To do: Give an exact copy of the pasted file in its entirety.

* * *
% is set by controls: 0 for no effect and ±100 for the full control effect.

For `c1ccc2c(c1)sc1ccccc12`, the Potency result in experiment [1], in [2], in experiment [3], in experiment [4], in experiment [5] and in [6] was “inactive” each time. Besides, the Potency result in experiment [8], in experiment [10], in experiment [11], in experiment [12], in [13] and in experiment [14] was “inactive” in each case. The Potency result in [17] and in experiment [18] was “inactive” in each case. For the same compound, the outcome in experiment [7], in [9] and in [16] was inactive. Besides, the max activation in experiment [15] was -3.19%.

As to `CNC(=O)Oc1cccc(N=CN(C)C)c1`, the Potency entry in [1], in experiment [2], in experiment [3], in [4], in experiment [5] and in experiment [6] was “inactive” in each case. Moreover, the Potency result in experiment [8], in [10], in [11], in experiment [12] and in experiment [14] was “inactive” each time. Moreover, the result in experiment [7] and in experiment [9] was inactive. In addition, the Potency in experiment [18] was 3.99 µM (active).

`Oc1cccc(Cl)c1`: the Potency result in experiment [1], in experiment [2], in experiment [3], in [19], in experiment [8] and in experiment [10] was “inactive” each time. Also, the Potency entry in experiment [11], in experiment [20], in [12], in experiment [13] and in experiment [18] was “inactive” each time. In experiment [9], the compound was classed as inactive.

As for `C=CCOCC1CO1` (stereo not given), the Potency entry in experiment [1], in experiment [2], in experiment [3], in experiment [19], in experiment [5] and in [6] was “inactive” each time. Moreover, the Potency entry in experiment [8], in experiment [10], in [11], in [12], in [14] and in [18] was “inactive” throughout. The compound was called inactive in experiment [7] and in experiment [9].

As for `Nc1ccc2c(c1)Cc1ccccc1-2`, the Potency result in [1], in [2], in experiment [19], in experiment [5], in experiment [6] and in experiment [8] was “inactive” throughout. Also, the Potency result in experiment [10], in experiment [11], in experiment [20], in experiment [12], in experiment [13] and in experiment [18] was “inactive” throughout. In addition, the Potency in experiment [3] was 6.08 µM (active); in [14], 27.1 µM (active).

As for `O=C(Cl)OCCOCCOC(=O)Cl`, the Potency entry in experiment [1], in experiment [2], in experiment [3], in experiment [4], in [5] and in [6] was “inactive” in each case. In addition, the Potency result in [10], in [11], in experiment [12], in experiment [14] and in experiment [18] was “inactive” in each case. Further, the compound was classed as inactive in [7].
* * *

% is set by controls: 0 for no effect and ±100 for the full control effect.

For `c1ccc2c(c1)sc1ccccc12`, the Potency result in experiment [1], in [2], in experiment [3], in experiment [4], in experiment [5] and in [6] was “inactive” each time. Besides, the Potency result in experiment [8], in experiment [10], in experiment [11], in experiment [12], in [13] and in experiment [14] was “inactive” in each case. The Potency result in [17] and in experiment [18] was “inactive” in each case. For the same compound, the outcome in experiment [7], in [9] and in [16] was inactive. Besides, the max activation in experiment [15] was -3.19%.

As to `CNC(=O)Oc1cccc(N=CN(C)C)c1`, the Potency entry in [1], in experiment [2], in experiment [3], in [4], in experiment [5] and in experiment [6] was “inactive” in each case. Moreover, the Potency result in experiment [8], in [10], in [11], in experiment [12] and in experiment [14] was “inactive” each time. Moreover, the result in experiment [7] and in experiment [9] was inactive. In addition, the Potency in experiment [18] was 3.99 µM (active).

`Oc1cccc(Cl)c1`: the Potency result in experiment [1], in experiment [2], in experiment [3], in [19], in experiment [8] and in experiment [10] was “inactive” each time. Also, the Potency entry in experiment [11], in experiment [20], in [12], in experiment [13] and in experiment [18] was “inactive” each time. In experiment [9], the compound was classed as inactive.

As for `C=CCOCC1CO1` (stereo not given), the Potency entry in experiment [1], in experiment [2], in experiment [3], in experiment [19], in experiment [5] and in [6] was “inactive” each time. Moreover, the Potency entry in experiment [8], in experiment [10], in [11], in [12], in [14] and in [18] was “inactive” throughout. The compound was called inactive in experiment [7] and in experiment [9].

As for `Nc1ccc2c(c1)Cc1ccccc1-2`, the Potency result in [1], in [2], in experiment [19], in experiment [5], in experiment [6] and in experiment [8] was “inactive” throughout. Also, the Potency result in experiment [10], in experiment [11], in experiment [20], in experiment [12], in experiment [13] and in experiment [18] was “inactive” throughout. In addition, the Potency in experiment [3] was 6.08 µM (active); in [14], 27.1 µM (active).

As for `O=C(Cl)OCCOCCOC(=O)Cl`, the Potency entry in experiment [1], in experiment [2], in experiment [3], in experiment [4], in [5] and in [6] was “inactive” in each case. In addition, the Potency result in [10], in [11], in experiment [12], in experiment [14] and in experiment [18] was “inactive” in each case. Further, the compound was classed as inactive in [7].